On the day of the benediction and inauguration of the third kinetic chapel in Brečevići, the entire village was present and people came from neighbouring villages as well a from the town of Pazin and other prominent places in Istria. The parish priest from Tinjan whom we had approached the day before (a bit short-noticed, I know) held a beautiful sermon and enlightened us about the saint we had created a home for in our village.
Saint Martin de Tours was a Roman knight born in 316 AD. Later in his life he would become the bishop of Tours. His shrine became a famous stopping point for the pilgrims on their way to Santiago de Compostela.
In several parts of Europe St. Martin’s day is celebrated by eating a roasted goose. The ritual is seen as a punishment for the animal. Martin, bishop of Tours, who didn’t want to become a part of the church hierarchy, hid in the bushes when they came for his annunciation. His hideout was exposed by the sound of geese.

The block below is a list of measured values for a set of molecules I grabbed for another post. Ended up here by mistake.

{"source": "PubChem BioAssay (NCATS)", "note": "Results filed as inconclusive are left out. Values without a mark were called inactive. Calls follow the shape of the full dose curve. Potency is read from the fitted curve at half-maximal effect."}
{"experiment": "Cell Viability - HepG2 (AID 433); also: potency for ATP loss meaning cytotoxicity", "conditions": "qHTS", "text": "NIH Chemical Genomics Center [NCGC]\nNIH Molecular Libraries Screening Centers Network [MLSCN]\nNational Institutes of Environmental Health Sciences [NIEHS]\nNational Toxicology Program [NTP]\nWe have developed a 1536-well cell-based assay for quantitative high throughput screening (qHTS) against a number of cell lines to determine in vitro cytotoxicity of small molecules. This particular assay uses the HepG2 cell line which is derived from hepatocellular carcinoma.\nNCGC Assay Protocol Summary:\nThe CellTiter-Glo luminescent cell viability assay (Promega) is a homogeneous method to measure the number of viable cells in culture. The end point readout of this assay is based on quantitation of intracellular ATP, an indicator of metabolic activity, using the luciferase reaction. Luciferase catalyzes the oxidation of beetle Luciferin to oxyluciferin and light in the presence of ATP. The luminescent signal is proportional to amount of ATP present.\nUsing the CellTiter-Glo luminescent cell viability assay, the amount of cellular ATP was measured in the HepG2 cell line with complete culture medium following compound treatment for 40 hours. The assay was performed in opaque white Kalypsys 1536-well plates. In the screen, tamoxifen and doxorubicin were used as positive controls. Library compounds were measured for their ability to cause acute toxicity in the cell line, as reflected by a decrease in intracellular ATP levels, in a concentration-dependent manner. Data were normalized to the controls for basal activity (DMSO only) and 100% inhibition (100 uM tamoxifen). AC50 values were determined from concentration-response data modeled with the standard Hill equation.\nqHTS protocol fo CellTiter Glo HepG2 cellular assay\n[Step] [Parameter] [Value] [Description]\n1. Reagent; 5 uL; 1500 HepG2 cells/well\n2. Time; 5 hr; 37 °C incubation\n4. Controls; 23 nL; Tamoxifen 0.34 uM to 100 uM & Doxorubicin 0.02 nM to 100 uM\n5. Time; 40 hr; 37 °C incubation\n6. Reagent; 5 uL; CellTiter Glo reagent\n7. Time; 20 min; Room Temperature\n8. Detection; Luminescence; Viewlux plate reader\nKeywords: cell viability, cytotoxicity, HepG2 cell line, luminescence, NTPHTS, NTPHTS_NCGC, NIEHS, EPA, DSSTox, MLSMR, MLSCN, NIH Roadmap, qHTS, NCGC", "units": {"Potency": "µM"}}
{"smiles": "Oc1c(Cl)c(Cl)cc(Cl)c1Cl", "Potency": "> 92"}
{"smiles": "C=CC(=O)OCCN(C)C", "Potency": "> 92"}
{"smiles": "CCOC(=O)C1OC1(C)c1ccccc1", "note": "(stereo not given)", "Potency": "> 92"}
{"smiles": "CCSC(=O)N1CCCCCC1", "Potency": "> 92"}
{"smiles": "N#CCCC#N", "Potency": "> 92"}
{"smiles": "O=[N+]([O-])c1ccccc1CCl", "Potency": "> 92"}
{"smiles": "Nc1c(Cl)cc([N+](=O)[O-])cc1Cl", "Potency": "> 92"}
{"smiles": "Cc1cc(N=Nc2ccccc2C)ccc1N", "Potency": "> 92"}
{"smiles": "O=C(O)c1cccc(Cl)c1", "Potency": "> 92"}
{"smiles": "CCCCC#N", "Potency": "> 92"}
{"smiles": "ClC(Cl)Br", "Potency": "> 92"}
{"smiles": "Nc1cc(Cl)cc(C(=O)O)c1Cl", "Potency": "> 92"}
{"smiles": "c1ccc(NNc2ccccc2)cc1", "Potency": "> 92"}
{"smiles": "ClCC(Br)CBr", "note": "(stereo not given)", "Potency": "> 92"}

In Croatia, St. Martin is associated with wine. There is an old (pre-Christian) custom of “baptizing” young wine on the St. Martin’s day called ‘Martinje’. The participants of this ritual dress up and take the roles of judge, bishop, godmother and godfather of the wine.
Amusingly, most locals in Brečevići, didn’t have the vaguest idea about our interpretation of St. Martin, a Roman legionnaire sharing his cloak with a beggar. Brečevići thought St. Martin was some kind of a wine-maker and didn’t really know about this story. Thus the sermon held by the parish priest was remarkably inspiring and it connected with all people present.
The priest underlined that this particular saint is about mercifulness and taking care of the smallest, weakest, most exposed among us.
But the wine thing is important folklore; and luckily Đani had added the relief of an old wine-maker getting to ready to dig in on the side of the chapel!
Part 6 out of 6